When I was a kid, the cosmology of the musical world was Pete Townsend, Joe Strummer, Bruce Springsteen, Ray Davies, Tom Petty (Bono and the Edge joined when I was in college)…
…with everyone else trailing far behind.
But now Tom Petty is dead at 66.
When I heard that he’d been found in his Malibu home unresponsive, with a cardiac arrest mere days after the end of what was reputed to be the last Heartbreakers tour, I couldn’t help but think of Charles Schultz, the “Peanuts” comic artist who passed away mere hours after the last panel of his seminal strip ran in papers around the country; their life’s artistic work over, they retired for real, for good.
I wrote about Tom Petty years ago; my abrupt conversion from doubter to fan 38 years ago next month. I was watching Saturday Night Live, looking to mock and scoff at the singer I’d heard about – for reasons I can’t begin to remember four decades later. Buck Henry introduced Petty; by the time they got three counts into “Refugee”, I had reconsidered my skepticism, and become a fan
(NBC blocked access to that original SNL video years ago; someone needs to die in a grease fire. This one is close):
. The next morning, after sunday school, I skipped church and ran to the drug store to pick up Damn the Torpedoes; me andMike Aylmer and Matt Anderson and Keri Kleingartner listened to it on a record player in one of the classrooms. And that night, I sat down with my guitar and started learning every single song, every lick Mike Campbell played; every flourish Benmonth Tench played on the organ; I didn’t so much listen to it as I absorbed it.
Because when you were a little too tall and coulda used a few pounds, and were hardly renowned, it was revelation to know that even the losers – tramps like us – could get lucky sometimes:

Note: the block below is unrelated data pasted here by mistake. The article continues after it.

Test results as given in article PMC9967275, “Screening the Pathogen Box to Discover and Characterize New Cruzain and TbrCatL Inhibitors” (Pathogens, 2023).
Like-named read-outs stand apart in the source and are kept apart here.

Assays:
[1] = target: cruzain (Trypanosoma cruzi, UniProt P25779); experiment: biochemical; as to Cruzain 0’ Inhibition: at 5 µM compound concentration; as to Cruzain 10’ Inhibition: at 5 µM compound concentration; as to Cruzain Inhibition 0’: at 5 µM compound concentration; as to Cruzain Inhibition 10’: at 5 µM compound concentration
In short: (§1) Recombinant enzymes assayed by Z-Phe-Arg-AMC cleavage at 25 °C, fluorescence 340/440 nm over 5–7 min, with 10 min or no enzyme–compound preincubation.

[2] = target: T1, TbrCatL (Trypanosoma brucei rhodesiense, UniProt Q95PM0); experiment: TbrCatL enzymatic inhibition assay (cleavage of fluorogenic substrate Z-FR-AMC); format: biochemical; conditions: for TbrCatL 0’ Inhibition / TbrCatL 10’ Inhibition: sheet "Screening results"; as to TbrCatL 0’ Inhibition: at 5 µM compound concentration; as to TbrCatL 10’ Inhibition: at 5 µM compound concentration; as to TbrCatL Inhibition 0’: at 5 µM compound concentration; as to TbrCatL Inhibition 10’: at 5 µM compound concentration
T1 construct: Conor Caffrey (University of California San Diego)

It was like a musical flash-bang grenade went off in my brain, blowing it open to a phalanx of new influences: the Byrds, Del Shannon, the whole canon of post-Beatles American rock and roll – it was all there.
Indeed, given that Petty, like his contemporaries Bruce Springsteen and Bob Seger was such a traditionalist, it’s hard to remember sometimes what a radical departure from the 1970s’ mainstream he was. Music radio lumped him in with the New Wave (as they did with many acts and artists that didn’t fit neatly into 1970s’ radio formats, from Dire Straits to AC/DC to The Police); in a half-decade of American pop music dominated by disco, sixties-holdovers from the “singer/songwriter” genre like James Taylor and Jackson Browne, arena acts like Styx and REO Speedwagon, and top-40 machines like Fleetwood Mac, Linda Ronstadt and the Eagles, the idea of a singer doing perfectly crafted homage to the Byrds, Stax/Volt (Duck Dunn sits in on bass on Damn the Torpedoes’ “You Tell Me”) and all that was great about early-sixties American rock and roll, and turning in into something vital, funny, crisp, fierce, was kind of radical.
It sure felt radical at the time.
His cardiac arrest yesterday was Petty’s worst medical problem, obviously – but it wasn’t his first medical issue, as he relates in this stunning 1985 version of “The Waiting”:
And as the years unwound, he had the same personal issues a lot of us fans had when we grew up; the girl who Petty told not to do him like that, did him like that in 1999, leading to one of his best albums (and the one from which he never played anything live), Echo, full of world-weary anthems about profound loss:
But maybe my favorite thing Petty did? He wore that Dixie chip on his shoulder with pride – and wrote one of the best songs every about that chip:
And that – the idea of putting the chip on my own shoulder out there in the form of music, the one art form I ever failed to completely fail at – led to one of my life’s great adventures, writing music and playing it for people, an adventure that’s still going on today.
If you told me to take a Tom Petty song to a desert island, it’d be…well, “Even the Losers”. But I’d sneak “Southern Accents” along under the table anyway.
UPDATE: Mr. D adds his own musical obit.